And let’s not forget the cataclysmic nuclear bombings of Hiroshima (over 1200,000 dead from one small fission bomb) and Nagasaki. That’s not the end of nuclear bombs destructive story though, as the ‘nuclear powers’ have tested over 2000 of these nuclear weapons of mass destruction in several designated areas of the world. The tales of the major US testing site, the Marshal Islands and how its unsuspecting citizens were used as nuclear-exposure guinea pigs, is another horror story. Similar but lesser known stories exist from the Soviet nuclear test sites of Semipalatinsk in Kazakhstan, Novaya Zemlya and others, the French nuclear test sites of Reggane & Akker in Algeria and the Mururoa Atoll in the Pacific, the British test sites in the Australian territories of Monte Bello, Maralinga, Emu Field., and the Chinese test site of Lop Nur in the Uyghur Autonomous region.

The devastation that this nuclear fuel chain causes, starts right at the beginning, from the mining and refining of Uranium. One has only to visit the Indian mine sites of Jaduguda, Turamdih and Tummalapalle, to see the untold sufferings the local populations are undergoing. Lots of diseases, severely deformed chldren being born,…are commonplace in Jaduguda, the oldest of India’s Uranium mining sites. Even the newest – Tummlapalle in Andhra Pradesh, has started causing devastation within 8-9 years of operation. Anyone visiting the nearby villages of KK Kottala, Mabbuchintalapalle,…. will be struck by the cancerous lesions on skins of dozens of children, domestic animals strangely dying by the hundreds, the only cash crop of these oor villagers – banana plantations – being devastated by contamination from the mine wastes.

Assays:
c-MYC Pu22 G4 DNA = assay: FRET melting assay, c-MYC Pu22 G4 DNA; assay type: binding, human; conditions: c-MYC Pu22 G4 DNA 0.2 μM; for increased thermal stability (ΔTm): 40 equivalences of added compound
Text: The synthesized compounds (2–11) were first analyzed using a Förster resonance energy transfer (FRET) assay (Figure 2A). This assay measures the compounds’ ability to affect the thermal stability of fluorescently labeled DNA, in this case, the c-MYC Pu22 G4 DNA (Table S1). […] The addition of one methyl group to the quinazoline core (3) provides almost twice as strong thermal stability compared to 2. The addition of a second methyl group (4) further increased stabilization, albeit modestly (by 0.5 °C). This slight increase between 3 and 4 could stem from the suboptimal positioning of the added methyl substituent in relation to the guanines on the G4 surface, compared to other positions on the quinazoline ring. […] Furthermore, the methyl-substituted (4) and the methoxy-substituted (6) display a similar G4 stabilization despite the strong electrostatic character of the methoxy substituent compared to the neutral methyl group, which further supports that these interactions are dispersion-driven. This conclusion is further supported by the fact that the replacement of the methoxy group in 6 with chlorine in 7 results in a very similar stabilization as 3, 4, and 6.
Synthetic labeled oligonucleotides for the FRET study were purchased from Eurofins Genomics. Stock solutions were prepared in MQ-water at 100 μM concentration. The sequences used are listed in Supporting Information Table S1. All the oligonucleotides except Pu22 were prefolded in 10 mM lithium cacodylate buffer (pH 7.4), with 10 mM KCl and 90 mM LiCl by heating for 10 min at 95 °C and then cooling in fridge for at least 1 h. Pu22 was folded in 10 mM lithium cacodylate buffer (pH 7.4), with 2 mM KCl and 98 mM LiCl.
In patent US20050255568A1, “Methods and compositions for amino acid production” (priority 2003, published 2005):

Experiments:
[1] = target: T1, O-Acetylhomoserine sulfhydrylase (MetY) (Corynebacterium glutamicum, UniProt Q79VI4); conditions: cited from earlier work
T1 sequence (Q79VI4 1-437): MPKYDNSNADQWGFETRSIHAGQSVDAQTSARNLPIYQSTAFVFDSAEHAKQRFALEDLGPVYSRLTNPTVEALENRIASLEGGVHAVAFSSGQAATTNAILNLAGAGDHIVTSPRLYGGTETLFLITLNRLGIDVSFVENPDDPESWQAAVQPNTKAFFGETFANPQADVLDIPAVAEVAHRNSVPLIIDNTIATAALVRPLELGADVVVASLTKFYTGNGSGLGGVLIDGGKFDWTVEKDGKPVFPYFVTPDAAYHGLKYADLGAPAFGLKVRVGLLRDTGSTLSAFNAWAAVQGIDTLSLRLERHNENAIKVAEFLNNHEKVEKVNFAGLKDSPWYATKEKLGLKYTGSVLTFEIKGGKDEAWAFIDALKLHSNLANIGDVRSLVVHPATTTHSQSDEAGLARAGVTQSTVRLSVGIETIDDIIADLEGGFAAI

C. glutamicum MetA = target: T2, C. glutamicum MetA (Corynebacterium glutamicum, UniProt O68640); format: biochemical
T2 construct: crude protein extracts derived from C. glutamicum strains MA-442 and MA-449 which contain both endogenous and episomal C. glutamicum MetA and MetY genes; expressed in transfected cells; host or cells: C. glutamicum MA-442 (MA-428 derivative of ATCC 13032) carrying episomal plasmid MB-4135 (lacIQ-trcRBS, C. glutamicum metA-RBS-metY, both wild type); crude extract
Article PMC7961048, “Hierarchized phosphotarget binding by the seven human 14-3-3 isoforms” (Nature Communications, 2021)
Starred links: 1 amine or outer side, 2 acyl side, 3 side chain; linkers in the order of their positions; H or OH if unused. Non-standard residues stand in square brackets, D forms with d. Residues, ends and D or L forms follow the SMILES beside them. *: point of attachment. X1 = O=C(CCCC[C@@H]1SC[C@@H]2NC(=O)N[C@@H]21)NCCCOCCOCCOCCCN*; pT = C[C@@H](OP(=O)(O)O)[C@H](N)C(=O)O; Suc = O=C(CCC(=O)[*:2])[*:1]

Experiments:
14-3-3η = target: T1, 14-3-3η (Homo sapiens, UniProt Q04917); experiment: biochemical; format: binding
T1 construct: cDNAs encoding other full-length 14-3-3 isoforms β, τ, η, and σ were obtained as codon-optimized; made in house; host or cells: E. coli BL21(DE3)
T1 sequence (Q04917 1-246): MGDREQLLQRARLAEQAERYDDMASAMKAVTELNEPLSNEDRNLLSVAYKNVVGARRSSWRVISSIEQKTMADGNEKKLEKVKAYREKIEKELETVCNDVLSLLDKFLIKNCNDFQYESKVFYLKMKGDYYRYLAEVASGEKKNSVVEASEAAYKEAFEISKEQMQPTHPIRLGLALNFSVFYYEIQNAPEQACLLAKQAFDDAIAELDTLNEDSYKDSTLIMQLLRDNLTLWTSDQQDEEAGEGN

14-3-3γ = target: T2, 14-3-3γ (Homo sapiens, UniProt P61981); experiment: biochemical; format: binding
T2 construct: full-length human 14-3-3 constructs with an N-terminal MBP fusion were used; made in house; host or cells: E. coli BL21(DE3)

Why is it that the Govts of several countries are still pursuing this foolish and dangerous dream ? And most important for us, we the Indian Citizens must ask – Why India ? The “reason” offered by the Govt and Nuclear lobbyists was that – “a power starved country” like India needs a “reliable source” of electricity in nuclear. That “logic” was false earlier, and even more senseless now. Today, Indian installed Power capacity is about 375,000 MW (with a tiny part, just 6,780 MW contributed by nuclear), while the peak summer demands touch about 188,000 MW. About a hundred grid-connected power units are shut down due to lack of demand. All built with public financing. So, Why waste our hard earned savings into dangerous non-productive “assets”? Why indeed!

The World has changed from the 1960s and 1980s, when the world went gaga over Nuclear power. There were few alternatives then, and the mainstay coal power is heavily polluting. The situation has changed completely. Today, the Cheapest source of new electricity plants is Solar Photovoltaic or Wind turbines. Their per MW installation costs came down to less than Rs.5 crores/MW, while even a comparatively less costly PHWR nuclear power plant costs around 12 crores/MW. Generated power is also cheapest from Solar and Wind, at Rs.2.50–3.00 per KWHr. Nuclear power, taking subsidies into account, costs almost double. And what about the continuous stream of radioactive byproducts, which is poisoning our land-water-air, and will keep poisoning us and our children for thousands of years to come.

We the Citizens must demand from our governments — COME BACK TO SOME SENSIBILITY — SCRAP ALL NEW NUCLEAR (Fission) POWER PROGRAM, And Phase-out the existing ones in a Planned manner.
— Soumya Dutta.

———————
Soumya Dutta
Beyond Copenhagen Collective /
Bharat Jan Vigyan Jatha – BJVJ (translates to – India people’s science campaign) /
India-Climate-Justice (ICJ)

New Biofuelwatch Report: Swallowing Indonesia’s Forests

Note: Biofuelwatch is a fiscally sponsored project of Global Justice Ecology Project. Rachel Smolker is the Co-Director at Biofuelwatch and a member of the international and national Campaign to STOP GE Trees.

Swallowing Indonesia’s forests: New report reveals how Indonesia’s proposed food estate projects threaten a social and environmental disaster of global concern

by Rachel Smolker, Biofuelwatch